The methodology that was decided on was a set of surveys designed and customized for food donors, recipient organizations and the volunteer food runners. The surveys to the donors were focused on:

Estimates of pounds donated (to validate the self-reported estimates of CP, given that donations are tax deductible and therefore formal records are kept); and

– –Determining what was unique about the CP organizational model — from the recipient organization’s perspective — relative to any other donation alternatives that may have been available (e.g., the dependability of regular runners on short notice); and

-What alternatives would be available, or outcomes foregone, if CP resources did not exist.

Recipient organization surveys were focused on:

The relative importance of fresh food from CP relative to other sources (e.g., food banks where fresh food typically represent less than 30 percent of food supplied);

Determining social economic characteristics of people served; and

Determining what would be different in the absence of CP (e.g., loss of budget savings given a renewed need to purchase fresh foods to complement food bank supplies).

Volunteer food runner surveys were designed to elicit responses to:

How much time (and relative value) was volunteered;

What was the motivation for volunteering (i.e., impact on their own lives); and

How did the inherent technology of the CP model ease the ability of volunteers to participate and what suggestions might be present to improve the overall efficiency of the CP model;

From the response rates (on the order of 20 percent) the students then had to assess how to bootstrap, or extrapolate, these findings given the relative characteristics of the respondents contrasted to what was known about the overall population of stakeholders in each of the three categories above. An interesting feature of this process was a finding that a deeper, supplemental survey was needed to really track the levels of pounds flowing through the CP process. Accordingly, the students developed a log sheet for selected volunteers to actually measure, and specify, the food in their runs. This enabled a better validation of CP’s self-reported estimates as well as the dollar value (wholesale) level of the food donated.

Student Development

Reflection and feedback provided by the students at the completion of the project provided the following learning and awareness insights:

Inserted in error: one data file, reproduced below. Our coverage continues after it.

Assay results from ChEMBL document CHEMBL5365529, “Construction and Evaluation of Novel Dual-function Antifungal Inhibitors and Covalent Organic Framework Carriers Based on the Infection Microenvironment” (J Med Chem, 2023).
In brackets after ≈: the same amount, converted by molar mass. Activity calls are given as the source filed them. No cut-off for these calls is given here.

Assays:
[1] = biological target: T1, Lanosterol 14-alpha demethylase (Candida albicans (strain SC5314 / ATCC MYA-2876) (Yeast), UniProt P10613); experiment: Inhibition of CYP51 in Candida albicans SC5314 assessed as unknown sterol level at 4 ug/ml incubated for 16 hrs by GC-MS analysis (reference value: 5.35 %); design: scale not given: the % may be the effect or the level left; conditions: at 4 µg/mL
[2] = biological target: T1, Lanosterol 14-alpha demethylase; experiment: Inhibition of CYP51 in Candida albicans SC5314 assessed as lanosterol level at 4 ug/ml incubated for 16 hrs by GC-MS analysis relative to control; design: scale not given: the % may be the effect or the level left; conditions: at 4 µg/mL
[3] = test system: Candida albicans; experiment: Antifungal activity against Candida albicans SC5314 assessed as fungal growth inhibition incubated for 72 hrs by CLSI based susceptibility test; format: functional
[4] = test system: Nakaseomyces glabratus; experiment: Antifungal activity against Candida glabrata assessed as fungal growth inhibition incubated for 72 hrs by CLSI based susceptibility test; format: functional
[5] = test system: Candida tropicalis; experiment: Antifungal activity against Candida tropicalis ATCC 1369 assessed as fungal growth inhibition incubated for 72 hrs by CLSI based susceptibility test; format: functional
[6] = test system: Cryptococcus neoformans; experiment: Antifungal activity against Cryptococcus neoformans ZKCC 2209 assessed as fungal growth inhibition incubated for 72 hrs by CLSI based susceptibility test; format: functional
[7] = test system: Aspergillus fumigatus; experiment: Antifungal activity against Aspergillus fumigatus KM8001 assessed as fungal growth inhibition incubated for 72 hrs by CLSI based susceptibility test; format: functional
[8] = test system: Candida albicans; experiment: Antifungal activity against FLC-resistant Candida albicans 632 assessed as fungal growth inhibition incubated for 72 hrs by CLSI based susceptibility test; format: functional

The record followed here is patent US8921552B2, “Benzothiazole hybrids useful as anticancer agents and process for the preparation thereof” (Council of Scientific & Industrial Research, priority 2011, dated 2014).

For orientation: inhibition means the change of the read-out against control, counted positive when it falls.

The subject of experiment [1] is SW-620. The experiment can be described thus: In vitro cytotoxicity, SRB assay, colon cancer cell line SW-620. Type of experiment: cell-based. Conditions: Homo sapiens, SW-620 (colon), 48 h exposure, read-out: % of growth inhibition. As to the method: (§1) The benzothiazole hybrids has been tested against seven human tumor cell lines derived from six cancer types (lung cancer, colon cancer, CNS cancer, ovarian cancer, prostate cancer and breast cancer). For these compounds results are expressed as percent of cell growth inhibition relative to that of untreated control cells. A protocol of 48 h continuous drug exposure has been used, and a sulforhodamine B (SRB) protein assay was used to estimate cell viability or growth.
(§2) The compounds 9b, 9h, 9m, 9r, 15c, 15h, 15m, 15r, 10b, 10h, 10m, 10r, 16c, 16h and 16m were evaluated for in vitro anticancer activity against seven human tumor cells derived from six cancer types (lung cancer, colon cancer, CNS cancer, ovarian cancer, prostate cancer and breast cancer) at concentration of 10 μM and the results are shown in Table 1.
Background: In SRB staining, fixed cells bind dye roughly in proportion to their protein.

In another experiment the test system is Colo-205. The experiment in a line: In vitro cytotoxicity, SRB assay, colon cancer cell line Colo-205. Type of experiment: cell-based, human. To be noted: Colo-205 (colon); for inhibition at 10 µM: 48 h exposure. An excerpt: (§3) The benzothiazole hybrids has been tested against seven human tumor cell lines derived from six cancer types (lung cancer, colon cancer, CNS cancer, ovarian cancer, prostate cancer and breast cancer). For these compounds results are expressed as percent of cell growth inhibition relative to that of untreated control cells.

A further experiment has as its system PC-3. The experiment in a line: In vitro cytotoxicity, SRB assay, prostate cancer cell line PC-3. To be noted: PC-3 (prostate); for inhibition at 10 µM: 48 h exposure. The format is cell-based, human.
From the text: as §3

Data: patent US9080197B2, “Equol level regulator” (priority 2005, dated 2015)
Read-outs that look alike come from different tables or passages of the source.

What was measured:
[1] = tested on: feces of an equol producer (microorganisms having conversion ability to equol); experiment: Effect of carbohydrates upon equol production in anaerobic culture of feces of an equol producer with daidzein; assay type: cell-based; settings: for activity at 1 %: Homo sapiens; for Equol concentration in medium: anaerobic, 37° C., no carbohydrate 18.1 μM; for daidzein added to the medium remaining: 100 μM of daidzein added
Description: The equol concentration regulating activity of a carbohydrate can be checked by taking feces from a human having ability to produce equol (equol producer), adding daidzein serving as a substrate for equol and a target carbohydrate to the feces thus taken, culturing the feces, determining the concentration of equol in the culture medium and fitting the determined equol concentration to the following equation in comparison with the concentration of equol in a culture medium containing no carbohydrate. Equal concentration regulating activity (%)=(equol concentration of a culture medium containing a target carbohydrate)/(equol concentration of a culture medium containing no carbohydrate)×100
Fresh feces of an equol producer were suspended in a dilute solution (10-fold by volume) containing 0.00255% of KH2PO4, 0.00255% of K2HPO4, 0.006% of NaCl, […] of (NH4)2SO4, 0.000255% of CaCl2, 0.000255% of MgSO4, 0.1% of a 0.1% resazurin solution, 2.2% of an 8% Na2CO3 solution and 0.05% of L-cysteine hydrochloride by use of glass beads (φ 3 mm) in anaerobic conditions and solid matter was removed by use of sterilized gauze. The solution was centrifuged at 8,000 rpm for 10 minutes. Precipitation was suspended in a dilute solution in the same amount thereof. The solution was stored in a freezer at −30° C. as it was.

– Understanding and articulating the concept that for a food pantry customer, the value of fresh food per pound is likely higher than that of dry goods given the relative scarcity of the former through traditional donation sources where dry and canned goods are relatively abundant;

– A client experience in having to frame interview questions and information requests;

– Experience in understanding the benefits and shortcomings of survey design and the consideration that needs to be undertaken the bootstrap findings to a larger population;

– More experience in ways to visualize data findings, such as the use of word clouds when assessing what motivates volunteer food runners;

– Understanding the supply chain and what solutions may be work best at different levels of that chain;

– A more expansive way to think about a concept like “impact” and the importance of brainstorming approaches at the start of a service learning project journey; and

– An understanding of the various dimensions of food waste — relative to their own lives and relative to those of people served by the recipient organizations — and how nonprofits (and emerging technologies) can help improve the situation.

Community Benefits

CP, as an organization, articulated the following benefits from the study:

– An independent analysis of the benefits — including environmental effects (e.g., wasted food is a large source of methane gas in landfills), social effects given the disparate impact of hunger on children/the elderly/low income populations,… — of CP as an organization, beyond simply measuring pounds delivered;

– An assessment as to how accurate their measurement methodology of pounds was (this led to revisions in their methodology);